In my area (central WI) all deliveries are made by employee owned cars….Just about all of them are junkers 80-90 year models. Those drivers are paid by the mile

  • avatar
    mmreeses

    ‘The six selected suppliers include AM General, Karsan, Mahindra, Oshkosh, Utilimaster, and VT Hackney and the contract awards are valued at $37.4 million.’

    I know that $37 mill. is a rounding error to the big 2.5.

    Other than being a small contract, does anyone know why GM/F just don’t offer stripper 2-seat Equinoxes and Escapes?

    Or why the USPS just doesn’t issue a RFP (request for proposal) for $37 mill. of cargo-version of crossovers or for something like a Prius V?

    What does the Gruman LVV do that a converted passenger crossover or Sprinter can’t? (other than being right-hand drive)

    • 0 avatar
      Truckducken

      It’s more what it doesn’t do: it doesn’t rust, and it doesn’t cost squat to repair. After hearing stories from Sprinter owners about parts cost, that’s a nonstarter. IDK if there’s a crossover that could stand up to this service. Given that most are essentially passenger cars on stilts, thus increasing stresses on everything, it seems unlikely. I do agree with other posters that this application seems custom-made for a hybrid vehicle, if the costs make sense.

    • 0 avatar
      Scoutdude

      I think a right hand drive version of the Escape Hybrid would have made a good delivery vehicle especially for the curbside routes. For the park and walk routes it seems to me they would have been suitable with all but the driver’s seat removed. They proved up to the task of being used as NYC taxis.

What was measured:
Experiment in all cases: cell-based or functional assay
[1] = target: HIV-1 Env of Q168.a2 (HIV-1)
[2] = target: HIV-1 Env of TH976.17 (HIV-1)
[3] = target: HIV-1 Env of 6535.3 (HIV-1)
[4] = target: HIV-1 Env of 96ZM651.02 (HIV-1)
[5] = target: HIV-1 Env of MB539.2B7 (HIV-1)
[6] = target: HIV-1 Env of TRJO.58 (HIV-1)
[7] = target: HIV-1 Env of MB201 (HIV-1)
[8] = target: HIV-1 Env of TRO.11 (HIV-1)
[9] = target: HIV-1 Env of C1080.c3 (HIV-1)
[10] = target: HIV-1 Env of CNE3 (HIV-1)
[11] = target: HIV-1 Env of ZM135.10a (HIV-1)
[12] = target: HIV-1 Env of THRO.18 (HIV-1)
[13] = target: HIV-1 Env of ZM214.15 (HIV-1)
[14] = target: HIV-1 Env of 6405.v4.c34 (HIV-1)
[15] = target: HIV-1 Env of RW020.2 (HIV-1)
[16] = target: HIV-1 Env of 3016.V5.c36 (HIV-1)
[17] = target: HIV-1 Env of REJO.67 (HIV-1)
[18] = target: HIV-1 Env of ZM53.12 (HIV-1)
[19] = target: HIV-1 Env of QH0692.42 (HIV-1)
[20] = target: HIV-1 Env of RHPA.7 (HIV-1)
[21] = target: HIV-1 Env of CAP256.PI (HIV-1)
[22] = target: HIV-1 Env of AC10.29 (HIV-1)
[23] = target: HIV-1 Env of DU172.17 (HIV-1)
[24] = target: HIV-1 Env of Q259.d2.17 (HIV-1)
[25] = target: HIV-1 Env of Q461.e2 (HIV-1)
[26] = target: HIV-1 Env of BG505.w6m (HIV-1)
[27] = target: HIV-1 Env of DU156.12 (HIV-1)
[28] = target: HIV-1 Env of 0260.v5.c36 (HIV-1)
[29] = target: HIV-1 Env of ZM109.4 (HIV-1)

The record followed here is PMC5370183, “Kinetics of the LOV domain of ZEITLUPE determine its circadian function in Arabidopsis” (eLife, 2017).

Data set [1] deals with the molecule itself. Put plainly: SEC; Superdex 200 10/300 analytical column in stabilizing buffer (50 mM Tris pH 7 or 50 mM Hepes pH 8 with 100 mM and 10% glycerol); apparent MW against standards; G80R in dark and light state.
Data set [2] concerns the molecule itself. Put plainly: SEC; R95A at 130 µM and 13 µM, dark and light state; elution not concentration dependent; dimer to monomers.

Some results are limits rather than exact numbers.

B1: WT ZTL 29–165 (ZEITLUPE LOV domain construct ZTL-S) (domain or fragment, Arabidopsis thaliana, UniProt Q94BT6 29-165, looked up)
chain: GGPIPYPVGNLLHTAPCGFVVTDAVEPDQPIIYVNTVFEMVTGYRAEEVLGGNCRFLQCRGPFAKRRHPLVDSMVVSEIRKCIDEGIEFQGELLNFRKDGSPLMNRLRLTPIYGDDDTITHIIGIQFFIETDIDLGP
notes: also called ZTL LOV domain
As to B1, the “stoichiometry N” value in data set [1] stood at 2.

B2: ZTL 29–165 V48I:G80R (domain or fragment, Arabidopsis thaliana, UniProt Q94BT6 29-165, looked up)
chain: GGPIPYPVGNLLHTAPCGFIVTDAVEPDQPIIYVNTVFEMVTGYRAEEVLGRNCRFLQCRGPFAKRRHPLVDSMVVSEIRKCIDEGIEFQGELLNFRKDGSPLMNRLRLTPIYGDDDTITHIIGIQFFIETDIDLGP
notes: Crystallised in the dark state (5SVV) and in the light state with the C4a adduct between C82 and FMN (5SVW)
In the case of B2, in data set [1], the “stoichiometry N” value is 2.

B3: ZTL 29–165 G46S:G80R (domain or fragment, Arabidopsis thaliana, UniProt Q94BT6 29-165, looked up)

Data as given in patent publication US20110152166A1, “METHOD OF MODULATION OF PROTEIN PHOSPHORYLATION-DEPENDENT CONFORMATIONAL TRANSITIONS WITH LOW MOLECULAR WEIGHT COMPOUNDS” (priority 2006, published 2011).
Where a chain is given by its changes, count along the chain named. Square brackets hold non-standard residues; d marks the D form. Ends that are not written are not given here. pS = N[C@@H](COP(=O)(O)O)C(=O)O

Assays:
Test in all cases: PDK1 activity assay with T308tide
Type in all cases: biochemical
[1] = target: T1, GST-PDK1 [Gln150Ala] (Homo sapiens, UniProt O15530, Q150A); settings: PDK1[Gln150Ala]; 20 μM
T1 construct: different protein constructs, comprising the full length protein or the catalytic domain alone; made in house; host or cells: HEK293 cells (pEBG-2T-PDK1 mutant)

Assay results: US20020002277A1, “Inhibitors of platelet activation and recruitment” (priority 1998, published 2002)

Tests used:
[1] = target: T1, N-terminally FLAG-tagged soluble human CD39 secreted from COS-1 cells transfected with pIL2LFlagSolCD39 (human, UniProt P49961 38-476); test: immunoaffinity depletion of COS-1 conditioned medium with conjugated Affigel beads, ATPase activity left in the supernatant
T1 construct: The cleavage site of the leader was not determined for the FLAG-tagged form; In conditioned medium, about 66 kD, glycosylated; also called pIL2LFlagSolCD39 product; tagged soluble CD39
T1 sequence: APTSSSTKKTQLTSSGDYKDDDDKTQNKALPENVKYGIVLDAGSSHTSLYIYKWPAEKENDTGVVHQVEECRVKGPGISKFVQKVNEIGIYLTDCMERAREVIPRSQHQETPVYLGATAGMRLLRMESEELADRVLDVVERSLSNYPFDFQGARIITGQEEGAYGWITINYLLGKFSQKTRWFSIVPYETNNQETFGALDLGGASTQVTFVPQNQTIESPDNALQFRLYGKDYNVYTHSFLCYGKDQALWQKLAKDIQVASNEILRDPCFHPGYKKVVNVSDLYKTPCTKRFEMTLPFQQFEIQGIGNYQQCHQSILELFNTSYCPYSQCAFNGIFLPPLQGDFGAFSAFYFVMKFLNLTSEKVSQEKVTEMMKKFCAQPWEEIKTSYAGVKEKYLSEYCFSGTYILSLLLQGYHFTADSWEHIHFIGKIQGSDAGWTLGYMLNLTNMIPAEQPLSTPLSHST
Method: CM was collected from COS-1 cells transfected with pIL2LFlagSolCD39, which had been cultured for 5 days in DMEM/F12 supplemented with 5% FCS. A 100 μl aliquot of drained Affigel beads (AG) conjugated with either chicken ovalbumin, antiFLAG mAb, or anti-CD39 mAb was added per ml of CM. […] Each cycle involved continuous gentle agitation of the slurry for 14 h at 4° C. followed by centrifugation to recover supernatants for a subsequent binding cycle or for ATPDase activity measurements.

• 0 avatar
        brakeless

        Escapes are good, but the original Transit Connect is so obvious. It just needed a bit more ride height, easy fix. Yeah, it was made overseas and maybe that Focus drivetrain wasn’t LL enough for an LLV.

    • 0 avatar
      Vulpine

      Durability and agility are a must. These things need to maneuver in some very tight circumstances and the load needs to be easily accessible for the driver from front or back. They also need to offer a maximum amount of cubic cargo capacity for the size of the vehicle, more like a downsized step-van rather than a stripped-out passenger wagon. The Caravan is an almost ideal example outside of the fact that the roofline is simply too low. And remember, the doors need to stay within the body dimensions when open, meaning sliding doors and probably a roll-up back door are simply more efficient. The Fords or any other crossover would require too much modification, increasing cost, to make them effective delivery vehicles. Better to start with a custom-designed vehicle based on a standardized platform.

    • 0 avatar
      psumba

      While I can’t speak for Ford, Mark Hogan (formerly with GM) told me that GM would never consider a vehicle that they could not make 100,000+ units per year. From what I heard about previous USPS RFP’s, their requirements were rather specific and demanding. While that wouldn’t work with GM, the bidders all consider this a significant piece of business and are willing to work within those requirements.

  • avatar
    CKNSLS Sierra SLT

    Truckducken-you are correct. My son is in charge of a small fleet of Sprinters where he works. The cost of operating those were getting prohibitively expensive. So they phase the diesel sprinters out for gas version of other makes.

  • avatar
    ryanwm80

    You would think that, given the postal services finances, they would understand the importance of supporting American workers.